Interview: Nutting, Williams on accountability, transparency


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Travis Williams and Bob Nutting address DK Pittsburgh Sports staff. - MATT SUNDAY / DKPS

The Pirates formally introduced Travis Williams as their next team president Monday afternoon at PNC Park.

Williams comes to the Pirates from the NHL. He spent eight seasons as the Penguins chief operating officer from 2011-2018 and left the Penguins last November to become president of business operations with the Islanders.

On Monday, Williams and Pirates owner/chairman of the board Bob Nutting sat down with DKPittsburghSports.com's Dejan Kovacevic, Matt Sunday and me, as well as independent magazine writer Jim Lachimia, to discuss the current state of the franchise. It was one of a series of media sessions both men did throughout the day.

Below is a full transcript of our session, starting with an opening statement from Nutting:

Bob Nutting: I think recognizing how we got to this point is important. There's no question that throughout the course of last season, in the second half, it became increasingly clear to everyone, even an occasional writer [motions toward DK], that changes need to be made. And whether it was the performance on the field, or it was the performance off the field, whether it was the issues in the clubhouse, whether it was watching some of our players perform at an elite level with other clubs throughout the season. We can come up with the list, which you have done [motions again toward DK], which you all know, but the level of frustration that built up in all of our fans and, frankly, the level of frustration that I felt, simply drove to a decision that we have to make significant change. Not just a change.

And as you know, I am somewhat systematic and I'm going to be somewhat careful, and so I really began discussions back in August.

Dejan Kovacevic: You are so slow, Bob, with this stuff. It's amazing.

Nutting: But we want to be right. And I think we are right.

DK: You did this in 2007. You did the same thing. I remember it.

Nutting: And so, we began a process, and did really work around the Commissioner's office, people I respect in the game, around the game. Really did not the proverbial deep dive, but really rounding out where are we falling short. What are doing, where are the areas where we need to really drive change.

DK: You were talking to people on the outside, basically?

Nutting: Oh, yeah.

DK: I mean, that's the only way it really can be done. That's why I'm asking. OK.

Nutting: And, frankly, we have good people inside that I listen to, as well. People within the company, within the family. But I think I always like to get outside perspective and, in our view, I think multiple lenses will always have the best result on any solution. There is no question that moving forward with dramatic change was due. I think in terms of the sequence in the timeline of the process, we needed to make a move at the end of the season. With Clint Hurdle, I really expected us to, we gave him the opportunity to manage the last game on the field, and it didn't work out exactly the way we had hoped. It was meant to be a respectful offer to him, and it came across as him moving out, being moved out before the last game. And I really like and respect Clint, Neal Huntington and Frank Coonelly. And we will be positive and respectful and honor the contributions that all three of them made. They came into an organization that was extremely challenged, they led us to the playoffs three years. We made real progress, and it's time for us to move forward and have that next chapter, which is, most importantly, where we are here today.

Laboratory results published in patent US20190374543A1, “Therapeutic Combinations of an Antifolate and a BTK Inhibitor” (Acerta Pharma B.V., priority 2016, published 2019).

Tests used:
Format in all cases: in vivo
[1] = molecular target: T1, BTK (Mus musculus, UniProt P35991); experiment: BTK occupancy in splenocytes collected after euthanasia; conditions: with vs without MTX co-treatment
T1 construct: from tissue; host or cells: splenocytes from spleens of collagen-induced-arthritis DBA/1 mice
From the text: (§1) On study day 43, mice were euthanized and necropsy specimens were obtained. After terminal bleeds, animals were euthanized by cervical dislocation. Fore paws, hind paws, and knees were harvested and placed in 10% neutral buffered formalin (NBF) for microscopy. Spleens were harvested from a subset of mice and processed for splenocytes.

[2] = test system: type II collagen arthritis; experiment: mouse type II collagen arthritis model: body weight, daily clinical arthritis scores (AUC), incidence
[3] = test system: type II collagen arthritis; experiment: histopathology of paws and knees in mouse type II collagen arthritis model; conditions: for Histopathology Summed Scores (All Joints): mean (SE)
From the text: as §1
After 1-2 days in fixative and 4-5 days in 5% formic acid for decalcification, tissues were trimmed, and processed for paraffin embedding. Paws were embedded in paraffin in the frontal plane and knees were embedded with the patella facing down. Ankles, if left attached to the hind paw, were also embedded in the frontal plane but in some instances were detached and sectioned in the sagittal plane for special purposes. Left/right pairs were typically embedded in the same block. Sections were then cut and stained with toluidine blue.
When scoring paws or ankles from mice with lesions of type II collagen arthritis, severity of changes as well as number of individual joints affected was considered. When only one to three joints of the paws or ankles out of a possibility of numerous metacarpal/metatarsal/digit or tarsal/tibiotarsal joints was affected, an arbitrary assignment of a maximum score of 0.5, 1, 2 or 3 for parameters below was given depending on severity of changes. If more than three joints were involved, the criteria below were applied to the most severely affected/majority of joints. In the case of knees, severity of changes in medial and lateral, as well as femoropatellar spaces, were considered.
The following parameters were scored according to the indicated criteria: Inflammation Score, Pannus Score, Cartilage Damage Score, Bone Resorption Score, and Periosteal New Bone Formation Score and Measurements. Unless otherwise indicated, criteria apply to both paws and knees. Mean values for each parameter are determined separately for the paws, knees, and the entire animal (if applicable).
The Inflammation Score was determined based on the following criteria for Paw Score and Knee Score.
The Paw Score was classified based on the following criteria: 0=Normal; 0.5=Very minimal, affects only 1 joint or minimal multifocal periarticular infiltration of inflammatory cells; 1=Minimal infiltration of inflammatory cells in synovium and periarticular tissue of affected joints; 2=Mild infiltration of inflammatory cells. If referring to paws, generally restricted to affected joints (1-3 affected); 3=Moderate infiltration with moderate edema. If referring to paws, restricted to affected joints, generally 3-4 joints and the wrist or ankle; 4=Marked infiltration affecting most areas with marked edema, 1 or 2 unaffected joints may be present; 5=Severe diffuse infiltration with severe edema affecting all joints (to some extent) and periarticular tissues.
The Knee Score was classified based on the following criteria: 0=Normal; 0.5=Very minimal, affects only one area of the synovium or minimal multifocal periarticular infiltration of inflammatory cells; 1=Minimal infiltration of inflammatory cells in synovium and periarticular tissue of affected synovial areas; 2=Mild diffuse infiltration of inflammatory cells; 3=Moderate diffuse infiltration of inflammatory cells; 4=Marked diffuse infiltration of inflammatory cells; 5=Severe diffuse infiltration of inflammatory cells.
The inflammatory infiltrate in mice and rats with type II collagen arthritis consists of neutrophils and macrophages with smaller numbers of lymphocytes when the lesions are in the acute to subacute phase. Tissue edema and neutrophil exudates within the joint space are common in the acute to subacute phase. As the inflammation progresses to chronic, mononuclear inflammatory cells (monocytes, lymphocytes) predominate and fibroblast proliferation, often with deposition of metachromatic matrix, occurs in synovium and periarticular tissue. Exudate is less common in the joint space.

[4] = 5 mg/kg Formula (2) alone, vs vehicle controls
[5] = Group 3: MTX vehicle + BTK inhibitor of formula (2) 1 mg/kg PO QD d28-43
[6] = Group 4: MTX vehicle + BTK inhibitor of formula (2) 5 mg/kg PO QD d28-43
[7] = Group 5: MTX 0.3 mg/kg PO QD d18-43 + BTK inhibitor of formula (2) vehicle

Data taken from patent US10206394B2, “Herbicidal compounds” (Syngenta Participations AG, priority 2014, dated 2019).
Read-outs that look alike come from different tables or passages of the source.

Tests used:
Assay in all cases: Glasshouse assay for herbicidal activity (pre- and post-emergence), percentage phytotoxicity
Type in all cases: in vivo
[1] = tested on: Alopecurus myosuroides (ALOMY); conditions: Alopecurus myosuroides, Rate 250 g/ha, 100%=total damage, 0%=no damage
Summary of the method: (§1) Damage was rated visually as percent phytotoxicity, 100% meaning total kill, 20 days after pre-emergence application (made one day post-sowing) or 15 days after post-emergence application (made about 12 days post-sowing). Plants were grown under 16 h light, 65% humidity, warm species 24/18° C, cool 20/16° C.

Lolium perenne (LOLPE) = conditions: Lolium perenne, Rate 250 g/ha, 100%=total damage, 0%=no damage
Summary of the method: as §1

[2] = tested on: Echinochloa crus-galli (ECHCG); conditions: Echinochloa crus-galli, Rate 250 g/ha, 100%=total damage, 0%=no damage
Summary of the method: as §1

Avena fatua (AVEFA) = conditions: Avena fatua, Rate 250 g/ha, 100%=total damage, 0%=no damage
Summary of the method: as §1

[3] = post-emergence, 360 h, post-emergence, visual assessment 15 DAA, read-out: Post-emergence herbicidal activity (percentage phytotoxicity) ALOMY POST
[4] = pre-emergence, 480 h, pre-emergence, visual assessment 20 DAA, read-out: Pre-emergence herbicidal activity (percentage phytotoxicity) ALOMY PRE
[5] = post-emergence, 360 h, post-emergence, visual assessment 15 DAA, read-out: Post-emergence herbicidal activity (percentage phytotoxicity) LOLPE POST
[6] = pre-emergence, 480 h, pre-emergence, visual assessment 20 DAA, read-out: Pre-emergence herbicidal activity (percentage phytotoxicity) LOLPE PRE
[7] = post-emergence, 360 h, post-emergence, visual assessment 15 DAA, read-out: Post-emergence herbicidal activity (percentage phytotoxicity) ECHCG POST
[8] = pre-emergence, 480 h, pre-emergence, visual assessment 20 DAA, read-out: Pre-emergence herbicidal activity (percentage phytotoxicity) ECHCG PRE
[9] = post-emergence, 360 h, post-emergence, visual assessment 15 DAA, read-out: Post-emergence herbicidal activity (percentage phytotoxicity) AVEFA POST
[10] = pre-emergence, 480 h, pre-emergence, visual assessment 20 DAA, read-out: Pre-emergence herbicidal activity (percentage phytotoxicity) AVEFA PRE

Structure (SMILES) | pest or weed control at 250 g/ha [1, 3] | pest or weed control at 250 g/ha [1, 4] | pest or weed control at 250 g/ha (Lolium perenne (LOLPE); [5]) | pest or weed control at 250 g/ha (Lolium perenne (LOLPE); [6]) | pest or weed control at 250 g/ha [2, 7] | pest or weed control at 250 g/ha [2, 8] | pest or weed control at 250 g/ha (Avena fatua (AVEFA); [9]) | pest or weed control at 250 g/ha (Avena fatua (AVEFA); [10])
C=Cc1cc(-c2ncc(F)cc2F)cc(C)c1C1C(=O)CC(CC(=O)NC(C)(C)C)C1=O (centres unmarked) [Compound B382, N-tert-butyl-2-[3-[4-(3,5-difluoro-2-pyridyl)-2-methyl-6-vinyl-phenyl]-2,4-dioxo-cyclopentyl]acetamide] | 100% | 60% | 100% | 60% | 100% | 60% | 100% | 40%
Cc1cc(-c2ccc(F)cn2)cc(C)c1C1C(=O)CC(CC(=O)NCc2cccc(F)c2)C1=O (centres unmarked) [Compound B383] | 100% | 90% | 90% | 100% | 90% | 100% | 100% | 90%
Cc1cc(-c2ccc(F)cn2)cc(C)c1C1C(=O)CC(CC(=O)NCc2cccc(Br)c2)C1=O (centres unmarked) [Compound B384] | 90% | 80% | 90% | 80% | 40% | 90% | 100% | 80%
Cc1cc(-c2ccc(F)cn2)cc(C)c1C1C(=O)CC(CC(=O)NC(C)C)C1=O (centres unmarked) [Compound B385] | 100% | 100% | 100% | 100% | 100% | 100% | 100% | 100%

It was critically important to me to have Travis physically in place before we began a general manager search. And I think having that position open for a week or two weeks or some length of time, really, would have put everyone in a difficult and untenable position. So having that search process start today, as soon as Travis was here, made sense.

DK: There's a difference there between now and 2007, because in 2007, you made the decision that you did related to Dave Littlefield at the time for a specific reason. This was more of a case of you just want to make sure you had your guy in place.

Nutting: No question. I need to take responsibility for the decision with Neal. I worked with him for more than a decade. I have nothing but appreciation and respect. I needed to have the conversation one-on-one with him yesterday, and I think that is just purely out of respect for him.

DK: I've never presumed it's anybody other than you that made the Neal move.

Nutting: Correct. Going forward, I think it is critically important that Travis is available and here to build the team going forward. The relationship with the general manager and the president will be critically important. I think we've done a good job getting the manager search started. Travis has already been on the phone with many of those managers to begin to build a bridge. We have the introduction. We have the baseline. We're going to put a short pause on this process and restart it in a few weeks when we have the GM in place, because that will also be a critical relationship. But I think the flow and the timeline really is going to work out very well for us.